'It was sort of embarrassing': Bob Mould discusses his musical debt to Richard Thompson

For all of the musical ferocity associated with Bob Mould — both as a solo artist and as a key creative force in Husker Du and Sugar — there’s one key influence some might never have guessed: Folk legend Richard Thompson.

Mould has just released Silver Age via Merge, another blast of guitar fury recorded with Jason Narducy (bass) and Jon Wurster (drums), both of whom are members of Mould’s touring band. It’s first new full-length studio project since 2009’s Life and Times.

But the connection with Thompson, who rose to fame as a member of Fairport Convention in the late 1960s before embarking on a celebrated solo career, goes back to Mould’s post-Husker Du solo debut Workbook.

[SOMETHING ELSE! REWIND: A new 2012 reissue 'Copper Blue' frames the intriguing story of how Bob Mould's short-lived band Sugar came together in the early 1990s, and then quickly unraveled.]

Released in 1989, the album found Mould trading in the muscular guitar sounds long associated with his former band for more reflective acoustic- and folk-based atmospheres. The song “See A Little Light,” a hit on Billboard’s modern rock charts, actually employed a cello courtesy of Jane Scarpantoni — about as far away as Mould could have gotten from the punky origins of Husker Du.

By 1994, Mould was recording “The Turning Of The Tide” — the lead track from Thompson’s 1988 effort Amnesia — for a tribute album to Thompson called Beat The Retreat. Mould tells Consequence of Sound that it was his way of acknowledging the musical debt, even if at first his connection with Thompson was purely unconscious.

“Once the similarities were pointed out to me, it was sort of embarrassing,” Mould said, laughing. “In ’88, when I was sort of re-inventing myself and writing what would become Workbook, I talked about getting into this Celtic folk thing with alternate tunings and drones, sort of accenting things that were already in my head. When it was pointed out to me towards the end of ’88 that it was very similar to this guy Richard Thompson, when I heard his work, I was, “Uh-oh.” But I had already gotten into that mindset, so I was like, “Whatever,” and just figured, why not just cover a Richard Thompson song? (Laughing again.) That’ll make it easy for everybody. I’ll make it clear that I’m aware there’s a similarity now, although it was an accidental one.”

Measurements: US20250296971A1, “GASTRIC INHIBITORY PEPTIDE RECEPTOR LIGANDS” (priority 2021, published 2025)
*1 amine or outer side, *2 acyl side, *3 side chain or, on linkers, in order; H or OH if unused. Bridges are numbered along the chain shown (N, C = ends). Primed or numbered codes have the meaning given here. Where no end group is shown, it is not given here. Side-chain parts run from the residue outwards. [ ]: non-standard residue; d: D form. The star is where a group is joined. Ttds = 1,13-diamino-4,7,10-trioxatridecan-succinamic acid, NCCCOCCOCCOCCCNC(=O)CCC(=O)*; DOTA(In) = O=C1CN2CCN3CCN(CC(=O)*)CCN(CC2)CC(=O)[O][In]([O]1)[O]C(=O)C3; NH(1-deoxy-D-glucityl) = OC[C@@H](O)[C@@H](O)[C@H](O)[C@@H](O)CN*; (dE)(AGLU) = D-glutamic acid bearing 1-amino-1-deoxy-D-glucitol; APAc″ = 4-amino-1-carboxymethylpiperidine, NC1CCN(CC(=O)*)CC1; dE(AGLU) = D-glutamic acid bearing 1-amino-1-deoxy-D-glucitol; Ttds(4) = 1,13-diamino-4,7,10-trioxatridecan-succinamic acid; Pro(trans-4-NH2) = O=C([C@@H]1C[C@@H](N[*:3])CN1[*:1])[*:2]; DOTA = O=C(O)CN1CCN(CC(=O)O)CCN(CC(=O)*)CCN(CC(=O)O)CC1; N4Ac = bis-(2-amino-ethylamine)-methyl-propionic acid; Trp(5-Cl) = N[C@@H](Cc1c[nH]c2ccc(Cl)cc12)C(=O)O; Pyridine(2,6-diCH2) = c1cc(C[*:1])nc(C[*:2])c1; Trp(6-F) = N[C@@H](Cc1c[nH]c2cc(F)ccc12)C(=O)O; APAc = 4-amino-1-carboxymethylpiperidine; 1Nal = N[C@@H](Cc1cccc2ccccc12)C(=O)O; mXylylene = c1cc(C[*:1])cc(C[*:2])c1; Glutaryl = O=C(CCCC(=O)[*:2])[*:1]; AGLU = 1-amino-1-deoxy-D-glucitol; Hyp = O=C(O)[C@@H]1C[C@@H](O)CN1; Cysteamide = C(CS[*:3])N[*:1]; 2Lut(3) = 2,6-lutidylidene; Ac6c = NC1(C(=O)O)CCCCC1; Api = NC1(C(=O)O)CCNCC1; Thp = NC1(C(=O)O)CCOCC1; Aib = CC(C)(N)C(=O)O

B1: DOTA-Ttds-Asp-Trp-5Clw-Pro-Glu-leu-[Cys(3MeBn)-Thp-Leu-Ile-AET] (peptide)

Over time, this “accidental” influence, however, became a very real one. Mould now counts Richard Thompson as a wellspring of inspiration, both as a lyricist and as a guitarist.

“When I started to dig into Richard’s catalog, I was just impressed all the way around,” Mould told Consequence of Sound. “He is the best player there is. We’ll just start with that. If you’ve never seen him play … go to the show with a great guitarist. Go see Richard Thompson, and ask the great guitarist [with you] after three songs, “What’s going on?” Invariably, they’re going to say, ‘I just want to fucking get out of here, because I’m so embarrassed because the guy is so amazing.’ He’s a great wordsmith. I’ve gotten to meet him a couple times. He’s quite the gentleman’s gentleman. He’s a great force in music.”

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Here’s a look back at our recent thoughts on Bob Mould, and Richard Thompson. Click through the titles for complete reviews …